Optimism about prospects for the U.S. economy rebounded among those surveyed during the fourth quarter of 2001, with 47% saying they are optimistic, up from 23% in the previous quarter. Seventeen percent said they are pessimistic, compared to 35% in the third quarter of 2001. The remaining 36% are uncertain.
“We may have seen the turning point in the recession in the fourth quarter of 2001, with optimism on the upswing and executives predicting expansion,” said Frank Brown, global leader for Assurance and Business Advisory Services for PricewaterhouseCoopers. “Companies have had the benefit of added time to assess the impact of the recession and the trauma of September 11, and are sending signals that the rebound has begun. If these indicators continue in the first quarter of this year, we can expect 2002 to be a year of healing and moderate growth.”
Overall, 39% of surveyed executives said their companies are planning major new investments over the next 12 months, comparable to 38% in the previous quarter. This level is consistent across industries, including 37% of technology companies. The magnitude of planned investments, however, jumped to 9.9% of revenues, from 7.8% in the previous quarter. Companies planning major new investments are expecting revenue growth of 9.0% in the year ahead, 50% above the average.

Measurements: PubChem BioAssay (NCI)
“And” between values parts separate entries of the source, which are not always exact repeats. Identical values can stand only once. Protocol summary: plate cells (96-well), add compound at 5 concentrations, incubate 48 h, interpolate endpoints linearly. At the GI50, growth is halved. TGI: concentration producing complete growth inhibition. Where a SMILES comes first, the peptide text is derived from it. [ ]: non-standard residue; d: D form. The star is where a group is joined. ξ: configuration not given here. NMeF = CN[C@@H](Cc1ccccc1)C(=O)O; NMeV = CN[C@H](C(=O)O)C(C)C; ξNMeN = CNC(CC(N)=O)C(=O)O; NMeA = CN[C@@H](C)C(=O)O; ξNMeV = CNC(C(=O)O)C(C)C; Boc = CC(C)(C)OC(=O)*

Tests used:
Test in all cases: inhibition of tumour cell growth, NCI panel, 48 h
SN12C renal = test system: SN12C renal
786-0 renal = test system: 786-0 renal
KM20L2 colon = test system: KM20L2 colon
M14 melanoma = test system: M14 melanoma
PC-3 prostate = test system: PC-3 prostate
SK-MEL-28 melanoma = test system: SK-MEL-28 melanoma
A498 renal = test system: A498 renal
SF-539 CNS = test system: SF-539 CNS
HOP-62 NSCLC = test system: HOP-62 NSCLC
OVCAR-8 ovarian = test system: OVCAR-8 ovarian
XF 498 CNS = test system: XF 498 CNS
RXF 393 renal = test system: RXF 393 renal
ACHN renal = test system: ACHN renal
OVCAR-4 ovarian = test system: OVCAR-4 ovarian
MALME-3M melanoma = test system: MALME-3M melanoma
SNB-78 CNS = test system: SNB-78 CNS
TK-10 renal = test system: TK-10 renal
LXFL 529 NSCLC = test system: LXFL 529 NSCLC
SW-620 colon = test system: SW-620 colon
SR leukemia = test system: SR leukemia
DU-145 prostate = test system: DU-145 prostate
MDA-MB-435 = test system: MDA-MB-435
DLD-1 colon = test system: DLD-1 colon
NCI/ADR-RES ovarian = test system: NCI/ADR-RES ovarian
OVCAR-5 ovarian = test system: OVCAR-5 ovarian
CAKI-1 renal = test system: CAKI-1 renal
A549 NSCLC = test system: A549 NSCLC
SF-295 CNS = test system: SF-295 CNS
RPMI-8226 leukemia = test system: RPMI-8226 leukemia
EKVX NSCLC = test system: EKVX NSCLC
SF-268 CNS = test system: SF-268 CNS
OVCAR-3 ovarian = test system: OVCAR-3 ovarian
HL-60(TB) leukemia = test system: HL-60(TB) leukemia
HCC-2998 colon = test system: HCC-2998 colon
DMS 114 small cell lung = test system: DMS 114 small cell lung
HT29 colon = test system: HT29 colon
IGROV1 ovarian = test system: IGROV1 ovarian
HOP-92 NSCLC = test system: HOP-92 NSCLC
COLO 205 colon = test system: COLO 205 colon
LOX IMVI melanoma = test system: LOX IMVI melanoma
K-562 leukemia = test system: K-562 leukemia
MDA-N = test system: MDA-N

“Capital spending plans call for a substantial increase in absolute dollars, and that’s good news for the economy,” Brown said. “An increase in capital spending will help prospects for the ailing technology sector and its suppliers.”
PricewaterhouseCoopers’ new “Management Barometer” is developed and compiled with assistance from the opinion and economic research firm of BSI Global Research, Inc. PricewaterhouseCoopers (www.pwcglobal.com) is the world’s largest professional services organization.